Recently attending the one-year anniversary party of Moustache Brewing—it seems like yesterday it was just breaking ground to its brewery in Riverhead, New York—with a pint of Milk and Honey Brown Ale in my hand, I started to think of other Long Island brewery births I have witnessed. I have watched many go from home brewer, 3-bbl systems, their first van, their first bottling line, to seeing them sell beer out of state.
It’s no surprise. The Brewers Association just listed NY 2nd in new brewery openings, 67 in 2014, and a 54% production increase over last year. There are five Long Island breweries I know of that are in the process of getting licenses, leases, or opening tasting rooms. It’s a small community, and there is a good chance you’re a friend or a friend-of-a-friend of a brewer.
Talking to brewers—and attending a grand opening or two—I have come across questions that seem to pop up every time a new brewery rears its foamy head. They’re starting to get old, and some, frankly are starting to make me cringe. Maybe it’s because I’ve asked a couple of these questions, too (d’oh!). I think it’s time for “new brew” etiquette. Why look at me, I’m the Emily Post of beer!
> Q: Can I have a free t-shirt or pint glass or…?
T-shirts and other items are a popular way to get the brewery’s name out into the public. Friends may ask, “Hey who’s that? Where are they?” This merchandise is also a source of income, small it may be, that help fund that brewery. Don’t assume that the brewery is giving away swag for free. Don’t get bent out shape when the friendly volunteer behind the counter asks for your credit card. If you want something, ask how much it is, even if you know the brewer. Don’t put him or her in an awkward situation. If you get it for free—sweet! If not, pony up and help the brewery out.
> Q: I invested in you in Kickstarter, so why can’t I get a free…?
Many breweries use or have used Kickstarter to help with some aspect of their business plan. Kickstarter is a crowdfunding website. Funders donate money to a business, and when it reaches its goal funders get something in return. It could be something as simple as a sticker or as grand as getting to name a beer depending on the amount donated. However, people are beginning to demand a lot for their $15. Why can’t I get free beer? Can I get a discount on that tulip glass? Why don’t I get first crack at bottle releases? Hey, you gave your money; you got your t-shirt. That’s it. The brewery is not beholden to you. Believe me, they really, really appreciate your donation, but you got something in return. Breweries are in the business of making beer, not comping their special customers. And speaking of free beer….
> Q: I know the brewer, so why can’t I get a free…?
I know the brewer, too. I know lots of them. I don’t expect free beer from any of them, at any time. Remember that awkward situation with the swag? Don’t do the same thing with the brewer’s source of income. Full disclosure, some brewers give me free beer—like, all the time. But I don’t expect it or demand it whether or not I know the pourer. Don’t make the employee behind the taps uncomfortable by saying, “Me and the brewer, we’re like best buds. She gives me free beer all the time!” Plunk your dollars down, and maybe next round you’ll get a free refill. If you do get a freebie, sneak a few dollars into the tip jar. Every dollar helps a brewery grow. Now, don’t you feel better?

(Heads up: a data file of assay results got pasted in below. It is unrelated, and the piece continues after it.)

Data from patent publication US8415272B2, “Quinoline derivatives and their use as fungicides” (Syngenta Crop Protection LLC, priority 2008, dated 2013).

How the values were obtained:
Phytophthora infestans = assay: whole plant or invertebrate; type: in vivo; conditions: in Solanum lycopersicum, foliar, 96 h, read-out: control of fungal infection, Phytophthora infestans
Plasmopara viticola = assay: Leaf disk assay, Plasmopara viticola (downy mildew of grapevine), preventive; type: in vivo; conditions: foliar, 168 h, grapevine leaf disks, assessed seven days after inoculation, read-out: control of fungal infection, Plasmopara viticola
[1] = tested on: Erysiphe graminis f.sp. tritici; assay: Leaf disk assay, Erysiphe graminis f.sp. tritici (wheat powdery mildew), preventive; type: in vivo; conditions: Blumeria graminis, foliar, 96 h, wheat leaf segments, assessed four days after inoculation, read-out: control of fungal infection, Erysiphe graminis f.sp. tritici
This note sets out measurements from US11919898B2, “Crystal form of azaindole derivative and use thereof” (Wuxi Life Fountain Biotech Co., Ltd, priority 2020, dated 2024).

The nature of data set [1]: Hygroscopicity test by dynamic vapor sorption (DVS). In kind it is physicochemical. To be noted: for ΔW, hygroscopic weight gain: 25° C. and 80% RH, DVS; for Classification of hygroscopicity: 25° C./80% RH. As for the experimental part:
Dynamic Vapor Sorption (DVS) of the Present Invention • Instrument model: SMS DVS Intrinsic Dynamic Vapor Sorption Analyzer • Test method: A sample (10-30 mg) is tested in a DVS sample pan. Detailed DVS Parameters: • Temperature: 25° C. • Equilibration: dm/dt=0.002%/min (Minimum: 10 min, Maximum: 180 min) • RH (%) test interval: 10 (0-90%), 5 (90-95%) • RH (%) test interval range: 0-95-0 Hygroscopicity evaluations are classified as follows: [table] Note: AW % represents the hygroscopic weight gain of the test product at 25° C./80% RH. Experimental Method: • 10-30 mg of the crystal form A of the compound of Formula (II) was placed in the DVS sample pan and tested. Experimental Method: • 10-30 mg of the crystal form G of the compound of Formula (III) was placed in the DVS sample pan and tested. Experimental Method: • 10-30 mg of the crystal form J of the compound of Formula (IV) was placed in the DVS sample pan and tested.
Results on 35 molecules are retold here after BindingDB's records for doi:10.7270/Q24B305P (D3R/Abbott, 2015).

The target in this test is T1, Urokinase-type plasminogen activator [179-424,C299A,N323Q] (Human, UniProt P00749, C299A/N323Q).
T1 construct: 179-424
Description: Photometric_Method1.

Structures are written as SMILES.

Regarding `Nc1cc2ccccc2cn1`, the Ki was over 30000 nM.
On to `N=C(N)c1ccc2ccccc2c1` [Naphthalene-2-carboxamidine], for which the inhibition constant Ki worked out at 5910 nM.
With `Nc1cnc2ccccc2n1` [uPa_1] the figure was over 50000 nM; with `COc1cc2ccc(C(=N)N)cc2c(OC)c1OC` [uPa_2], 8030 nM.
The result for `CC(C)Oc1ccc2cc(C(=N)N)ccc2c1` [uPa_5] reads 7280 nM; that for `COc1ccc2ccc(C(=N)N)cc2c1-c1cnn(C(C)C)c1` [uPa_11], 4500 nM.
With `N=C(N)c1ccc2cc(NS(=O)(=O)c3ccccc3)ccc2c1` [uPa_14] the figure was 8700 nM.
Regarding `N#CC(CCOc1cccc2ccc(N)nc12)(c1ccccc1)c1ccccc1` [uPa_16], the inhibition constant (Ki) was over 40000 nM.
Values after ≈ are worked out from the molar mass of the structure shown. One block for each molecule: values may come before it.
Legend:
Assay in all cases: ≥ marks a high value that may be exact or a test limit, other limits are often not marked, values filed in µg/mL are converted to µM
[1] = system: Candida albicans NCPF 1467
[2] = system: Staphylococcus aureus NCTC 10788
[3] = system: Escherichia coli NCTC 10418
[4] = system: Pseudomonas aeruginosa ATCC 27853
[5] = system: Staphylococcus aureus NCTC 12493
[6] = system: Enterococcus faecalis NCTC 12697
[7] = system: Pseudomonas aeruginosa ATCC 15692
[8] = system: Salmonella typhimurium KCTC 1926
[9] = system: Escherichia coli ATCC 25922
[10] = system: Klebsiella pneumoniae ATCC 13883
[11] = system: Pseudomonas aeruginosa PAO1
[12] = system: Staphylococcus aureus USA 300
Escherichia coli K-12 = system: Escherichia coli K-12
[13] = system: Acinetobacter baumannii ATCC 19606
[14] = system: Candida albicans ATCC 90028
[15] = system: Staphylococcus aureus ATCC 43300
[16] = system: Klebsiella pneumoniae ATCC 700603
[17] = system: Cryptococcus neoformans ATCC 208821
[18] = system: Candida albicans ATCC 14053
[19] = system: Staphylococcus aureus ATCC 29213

> Q: When are you opening?
I’m positive when this question gets asked, a brewer loses his wings. We can’t help it. I understand; I really I do. We just want to know when we can get our hands on the wonderful, new deliciousness. Breweries try their best to give a grand opening estimation, but something always happens. ALWAYS. The inspector is on a two-week vacation, or the gas line is in the wrong spot. Congratulation, they’ve found asbestos! Better questions are, “How’s things going?” or “How are you doing?” It gives the brewer a chance to vent her frustrations but also relate all the good things that are happening at the brewery construction.
> Q: Why don’t you make more beer?
Maybe because you are distracting them? Do you know how much those shiny new steel vessels cost? Holy crap balls! Yeah, that much. A lot of new brewers work two jobs to make ends meet—the one where their building their brewing business from the ground up, literally, and their actually-getting-paid full-time job. They have limited time. Maybe they can only brew at night or on the weekends, searching for the right balance of brewing, working the tasting room, brewery paperwork, etc. So be kind. Give them the time they need.
Also, please try not to disturb a brewer at work. Some have to brew when the tasting room is open. Your desire to chit-chat doesn’t help them when they should be cleaning kegs. Let the brewer be your guide. Wave hello, then walk away. Have patience with a new brewery. It may not be at your favorite bar yet, but give it a year or two. It’ll be there. Soon-ish.